Coaching

Enjoying Coaching Conversations

Not everyone who attends coaching training wants to become a coach.

This may sound strange, but I discovered this during the 15 years immediately before the pandemic while travelling the world teaching motivated leaders of a Christian international NGO in the skills of coaching.

Even though encountering multiple cultural and language challenges, it was amazing to witness the relevance of coaching and their appreciation. However, only a small number of the hundreds of participants became active, professional coaches using the skills on a daily or weekly basis.  So, what went wrong?

At one level this could be seen as profoundly disappointing, yet the outcomes were hardly that. On reflection, we realised that for many of the leaders, their needs were not so much to be professional coaches but rather to be equipped to provide quality coaching conversations in the course of their work roles, relationships, and families. This we achieved very well.

There is a difference between what a coach does and what can be achieved from a coaching conversation; however, these conversations can become a vital and important skill for the emerging or veteran leader. So, let’s look briefly at the difference.

A coach is trained and equipped to not give answers but to ask powerful questions. Coaches help establish a coaching relationship with a client that may last for one contract over several months or multiple contracts for several years. These contracts are driven by a focus statement or goal which is broken down into several objectives from which come multiple action steps over the course of a contract. It is a focused relationship with a purpose which empowers clients to take risks and achieve goals within a safe environment.

However, a coaching conversation can occur anywhere, has no formal contract or specific focused relationship and is simply a conversation between two people. It’s usually started by one of the two people conveying a need or desire or even a problem. What can turn this into a coaching conversation are the replies and questions the listener gives in response to the initial need. A coach can and does have these helpful conversations all the time.

So how can we become proficient in having coaching conversations at work or with our significant relationships? The short answer is to do a coaching training course, like so many of the leaders from the NGO did. While many didn’t form formal coaching relationships, they did use their new skills to help others, improving the quality of work from their nations.

Another way is to practice listening to our colleagues/employees etc., and rather than trying to solve their difficulties ourselves to ask questions that might help them gain their own insights into what they may be able to do. Then to encourage them to ‘have a go’.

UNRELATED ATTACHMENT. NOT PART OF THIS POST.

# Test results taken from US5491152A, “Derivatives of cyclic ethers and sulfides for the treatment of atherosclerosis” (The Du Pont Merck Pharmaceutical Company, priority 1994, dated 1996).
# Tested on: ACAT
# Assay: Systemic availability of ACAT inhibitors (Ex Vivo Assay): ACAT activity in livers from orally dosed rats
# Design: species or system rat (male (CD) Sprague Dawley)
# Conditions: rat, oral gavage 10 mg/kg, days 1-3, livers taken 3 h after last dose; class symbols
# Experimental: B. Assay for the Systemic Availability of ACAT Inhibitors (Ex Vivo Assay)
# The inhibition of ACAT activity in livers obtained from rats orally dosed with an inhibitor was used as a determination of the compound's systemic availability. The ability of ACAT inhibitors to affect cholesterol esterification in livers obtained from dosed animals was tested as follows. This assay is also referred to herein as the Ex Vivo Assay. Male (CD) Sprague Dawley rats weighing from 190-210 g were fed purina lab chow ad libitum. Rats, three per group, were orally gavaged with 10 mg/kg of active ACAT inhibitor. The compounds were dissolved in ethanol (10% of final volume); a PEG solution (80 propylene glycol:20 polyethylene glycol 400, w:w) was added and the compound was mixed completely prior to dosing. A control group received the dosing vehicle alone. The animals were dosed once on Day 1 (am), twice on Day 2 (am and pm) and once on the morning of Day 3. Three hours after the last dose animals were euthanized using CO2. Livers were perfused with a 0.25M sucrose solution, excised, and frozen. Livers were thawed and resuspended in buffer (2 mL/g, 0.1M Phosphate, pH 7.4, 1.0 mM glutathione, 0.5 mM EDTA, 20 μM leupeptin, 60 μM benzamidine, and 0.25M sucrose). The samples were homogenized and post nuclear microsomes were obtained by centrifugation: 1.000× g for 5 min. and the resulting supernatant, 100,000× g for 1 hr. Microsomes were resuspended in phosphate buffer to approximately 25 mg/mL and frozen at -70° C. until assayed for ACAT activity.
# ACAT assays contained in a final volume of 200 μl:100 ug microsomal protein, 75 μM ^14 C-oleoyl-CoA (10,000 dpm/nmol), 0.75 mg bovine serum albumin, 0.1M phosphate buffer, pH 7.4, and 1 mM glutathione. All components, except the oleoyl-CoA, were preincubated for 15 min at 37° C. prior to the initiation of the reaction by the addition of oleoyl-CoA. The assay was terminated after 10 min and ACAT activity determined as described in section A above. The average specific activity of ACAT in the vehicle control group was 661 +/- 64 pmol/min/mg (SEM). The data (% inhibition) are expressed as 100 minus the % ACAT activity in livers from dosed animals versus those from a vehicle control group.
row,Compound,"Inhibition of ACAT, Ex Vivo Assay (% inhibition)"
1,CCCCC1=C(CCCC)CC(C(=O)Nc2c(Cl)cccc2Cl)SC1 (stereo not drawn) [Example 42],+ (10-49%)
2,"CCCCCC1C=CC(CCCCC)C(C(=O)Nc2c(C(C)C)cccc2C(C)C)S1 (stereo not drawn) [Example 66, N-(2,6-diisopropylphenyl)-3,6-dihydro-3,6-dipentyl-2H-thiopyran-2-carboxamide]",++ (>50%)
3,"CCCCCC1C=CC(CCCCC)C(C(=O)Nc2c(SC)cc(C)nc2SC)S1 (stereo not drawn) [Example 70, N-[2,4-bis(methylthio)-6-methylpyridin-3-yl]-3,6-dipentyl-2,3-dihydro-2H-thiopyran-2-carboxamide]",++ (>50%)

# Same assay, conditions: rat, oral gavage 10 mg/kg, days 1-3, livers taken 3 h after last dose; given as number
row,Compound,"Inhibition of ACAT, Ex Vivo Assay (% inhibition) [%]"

A good model to help us do this was created by one of the fathers of modern coaching and is perhaps the best-known process for a successful coaching conversation. In his book ‘Coaching for Performance’, John Whitmore describes the GROW model in depth.

G – GOALS:  The goal is the object the person wants to reach. In a one-off conversation it is the accomplishment or success the person is after. Make sure their goal is clear and specific. A vague goal will mean you will struggle with the other steps in the GROW model.

SAMPLE GOALS QUESTIONS:

  • What do you need to do? What would be the most helpful outcome for you?
  • How could you reshape that goal, so it depends only on what you do and not on others?
  • By when do you want this done?
  • How will you know when it’s done successfully?

R – REALITY CHECK: This step helps to bring reality to the conversation. When the reality is clear, it brings the goals into sharper focus. Sometimes it even changes what was originally said. You are trying to test assumptions by critical thinking getting a deeper understanding of their situation which may be different from the person’s first subjective impressions.

SAMPLE REALITY QUESTIONS:

  • When was the last time this happened?
  • What have you accomplished on this up till now?
  • What have you tried already? What difference did this make?
  • Who else is involved in this situation, and how?

O – OPTIONS: This step is about thinking creatively to come up with several potential solutions, don’t settle for just one. When you are sure they have no more ideas, ask for one more. Remember; always allow the person to do the hard work of thinking things through instead of making a lot of suggestions yourself. It must be their solution.

SAMPLE OPTIONS QUESTIONS:

  • What other potential courses of action can you think of?
  • What other resources might you draw on? What else?
  • If you had unlimited resources and knew you couldn’t fail, what would you try?
  • Who may be able to help you?

W – WILL: This step is where they turn their preferred solution into some action steps with high commitment. It starts with them deciding on a plan and then creating action steps they are committed to doing. Using their solution helps to ensure they will get it done.

SAMPLE WILL QUESTIONS

  • Which option do you want to pursue?
  • What will you commit to doing this week? What will you do by when?
  • Are there any obstacles we need to address to make sure this gets done?
  • On a scale of 1 to 10, how likely is it that this will get done in the time-frame you have set? (Anything under an 8 needs further discussion.)

There are an unlimited number of questions you could ask in any of these 4 steps so you can practice this process thinking up new and creative questions to ask your companion. So, think about what you would like to do, reality check your ideas, think up some options and put a plan together to start practicing coaching conversations.

Chris Harding

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